• The proposed rule would change the standards for income verification for people applying for subsidized exchange coverage. People generally use their tax returns, but since they are from the past year, they are not fully accurate for the current year. Currently if the income predicted various from 10% from the trusted data source (tax return) then income must be further verified. They are proposing changing this to 20% variation or $5,000.
  • They are seeking comments on verifying the absence of employer coverage for applicants from current accurate data sources and how they should alert enrollees of their potential eligibility for Medicare when they reach age 65.
  • The current rules allow for small group participation requirements except during an annual one-month open enrollment period from November 15 to December 15. HHS is seeking comments about what to do for the employers who have between 51 and 100 employees in states that choose to define these groups as small groups, since these groups are subject to the employer mandate.
  • They propose standardizing the plan options for the federal exchange to six standard option plans. They would be bronze, gold, standard silver, and three other plan options at various actuarial values of 73%, 87%, and 94%. Carriers would not have to offer these, but the standard plans would be preferentially displayed on the FFM.
  • The rule would require significant new enforcement requirements for brokers helping consumers in the exchange, including web-brokers in the exchange.
  • The rule also contains new navigator requirements, including requirements for them to help individuals post-enrollment.
  • New network adequacy standards for both QHPs and other plans are proposed. Plans will be given a choice of standards to pick from in the forthcoming letter to issuers and there will be a default standard for QHPs that don’t pick. They also propose requirements for continuity of care in the case of providers being excluded from networks.
  • There would be a new category of state exchanges: the state-based marketplace using the federal platform (SBM-FP). The rule proposes keeping the exchange user fee of 3.5% of premiums on insurers in the FFM, but for the SBM-FM the state and the federal government would split the fee. Eventually HHS would take 3% for healthcare.gov functions but initially they could reduce the fee to 1.5 or 2%.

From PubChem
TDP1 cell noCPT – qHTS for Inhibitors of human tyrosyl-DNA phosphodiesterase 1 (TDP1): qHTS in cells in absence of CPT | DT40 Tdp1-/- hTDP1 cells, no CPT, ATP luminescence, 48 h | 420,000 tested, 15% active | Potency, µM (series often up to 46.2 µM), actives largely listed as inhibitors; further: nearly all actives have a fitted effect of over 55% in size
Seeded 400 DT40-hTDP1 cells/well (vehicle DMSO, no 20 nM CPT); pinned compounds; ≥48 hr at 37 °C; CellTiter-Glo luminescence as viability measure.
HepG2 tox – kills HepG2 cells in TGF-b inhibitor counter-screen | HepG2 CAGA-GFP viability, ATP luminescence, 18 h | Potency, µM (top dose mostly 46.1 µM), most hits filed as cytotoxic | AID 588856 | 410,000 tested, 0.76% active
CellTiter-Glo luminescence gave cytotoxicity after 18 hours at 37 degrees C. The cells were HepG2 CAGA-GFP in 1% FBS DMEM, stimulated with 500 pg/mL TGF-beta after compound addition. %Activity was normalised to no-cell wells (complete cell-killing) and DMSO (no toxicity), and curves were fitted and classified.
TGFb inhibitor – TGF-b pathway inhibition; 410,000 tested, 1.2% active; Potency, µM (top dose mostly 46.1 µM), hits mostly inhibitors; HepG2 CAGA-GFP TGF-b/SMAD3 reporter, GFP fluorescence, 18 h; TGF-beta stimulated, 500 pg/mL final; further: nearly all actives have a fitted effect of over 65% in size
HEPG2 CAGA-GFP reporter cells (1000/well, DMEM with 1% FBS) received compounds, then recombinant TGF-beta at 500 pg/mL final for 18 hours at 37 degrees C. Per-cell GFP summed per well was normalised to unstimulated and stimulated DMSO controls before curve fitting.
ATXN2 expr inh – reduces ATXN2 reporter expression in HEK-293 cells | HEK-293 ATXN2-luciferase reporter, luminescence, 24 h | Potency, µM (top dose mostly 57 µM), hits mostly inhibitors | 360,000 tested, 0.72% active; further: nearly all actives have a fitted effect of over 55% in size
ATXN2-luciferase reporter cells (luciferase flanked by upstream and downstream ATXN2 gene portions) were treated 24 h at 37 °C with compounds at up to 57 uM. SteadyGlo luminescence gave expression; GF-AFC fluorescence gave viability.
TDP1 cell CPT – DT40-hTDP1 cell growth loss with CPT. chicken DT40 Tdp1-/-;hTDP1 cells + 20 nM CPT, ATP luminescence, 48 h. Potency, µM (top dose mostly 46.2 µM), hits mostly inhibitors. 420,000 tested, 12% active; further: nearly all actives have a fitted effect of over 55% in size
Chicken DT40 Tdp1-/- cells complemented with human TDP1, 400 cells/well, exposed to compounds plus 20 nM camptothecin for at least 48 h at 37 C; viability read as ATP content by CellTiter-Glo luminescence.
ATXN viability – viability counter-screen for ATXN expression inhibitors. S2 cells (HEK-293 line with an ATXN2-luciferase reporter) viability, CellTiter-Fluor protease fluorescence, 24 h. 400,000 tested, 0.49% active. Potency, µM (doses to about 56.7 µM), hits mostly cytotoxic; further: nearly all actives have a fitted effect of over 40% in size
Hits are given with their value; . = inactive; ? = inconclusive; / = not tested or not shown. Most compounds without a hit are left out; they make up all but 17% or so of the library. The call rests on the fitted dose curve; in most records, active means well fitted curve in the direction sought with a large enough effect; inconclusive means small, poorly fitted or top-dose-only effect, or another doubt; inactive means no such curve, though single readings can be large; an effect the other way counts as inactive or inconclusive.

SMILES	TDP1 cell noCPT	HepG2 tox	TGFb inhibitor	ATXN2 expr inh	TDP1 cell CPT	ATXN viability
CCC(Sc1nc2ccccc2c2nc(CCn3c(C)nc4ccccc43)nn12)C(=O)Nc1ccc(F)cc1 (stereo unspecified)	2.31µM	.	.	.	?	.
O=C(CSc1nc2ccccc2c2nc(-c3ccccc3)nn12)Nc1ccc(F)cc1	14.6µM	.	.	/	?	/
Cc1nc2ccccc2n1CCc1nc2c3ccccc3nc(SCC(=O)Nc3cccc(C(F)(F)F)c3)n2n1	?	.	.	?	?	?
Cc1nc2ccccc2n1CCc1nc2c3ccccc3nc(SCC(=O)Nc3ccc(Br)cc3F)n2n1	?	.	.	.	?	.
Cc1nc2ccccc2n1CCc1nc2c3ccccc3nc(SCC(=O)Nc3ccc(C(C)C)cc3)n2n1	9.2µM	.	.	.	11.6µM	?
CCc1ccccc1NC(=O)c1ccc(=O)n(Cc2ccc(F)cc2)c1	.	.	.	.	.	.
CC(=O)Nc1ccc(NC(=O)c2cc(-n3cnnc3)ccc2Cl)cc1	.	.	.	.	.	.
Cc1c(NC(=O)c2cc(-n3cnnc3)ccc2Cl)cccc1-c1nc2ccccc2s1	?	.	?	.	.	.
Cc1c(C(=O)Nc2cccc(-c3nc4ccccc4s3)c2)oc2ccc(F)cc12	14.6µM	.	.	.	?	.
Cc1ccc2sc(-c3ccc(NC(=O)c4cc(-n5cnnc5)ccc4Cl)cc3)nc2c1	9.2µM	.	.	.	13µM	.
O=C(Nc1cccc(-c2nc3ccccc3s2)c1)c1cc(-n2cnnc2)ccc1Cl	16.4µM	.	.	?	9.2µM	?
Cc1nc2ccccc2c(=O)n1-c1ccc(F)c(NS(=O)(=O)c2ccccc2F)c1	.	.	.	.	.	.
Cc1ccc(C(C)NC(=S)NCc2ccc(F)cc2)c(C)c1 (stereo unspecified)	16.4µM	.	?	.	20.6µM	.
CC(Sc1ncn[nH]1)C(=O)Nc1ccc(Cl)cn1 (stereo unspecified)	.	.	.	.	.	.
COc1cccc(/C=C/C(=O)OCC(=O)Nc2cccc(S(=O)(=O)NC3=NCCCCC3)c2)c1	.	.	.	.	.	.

• The rule requests comments on rating factors allowed for the age of children and whether  states should be able to define their own geographic rating areas and how many they may have.
  • In the SHOP, employers could offer their employees a new “vertical choice,” which would be the choice of plans in any tier from a single insurer. Another proposed option would allow employees to  choose plans within a single tier plus the plan above it.
  • With regard to the MLR, HHS proposes the use of a 60-day run off period to calculate claims expenses as opposed to the current 30 days. They also ask for comments as to whether  fraud expenses should be included in the quality/claims bucket of the MLR calculation, which is something NAHU has supported in our work with the NAIC on MLR quality initiatives.

Once again, if you would like to participate in our comment process on the proposed rule, you can join us on a webinar-based discussion on December 9, at 1:00 p.m. Eastern. To sign up for the call, please contact Husni Abdelaziz at habdelaziz@nahu.org to receive the login information.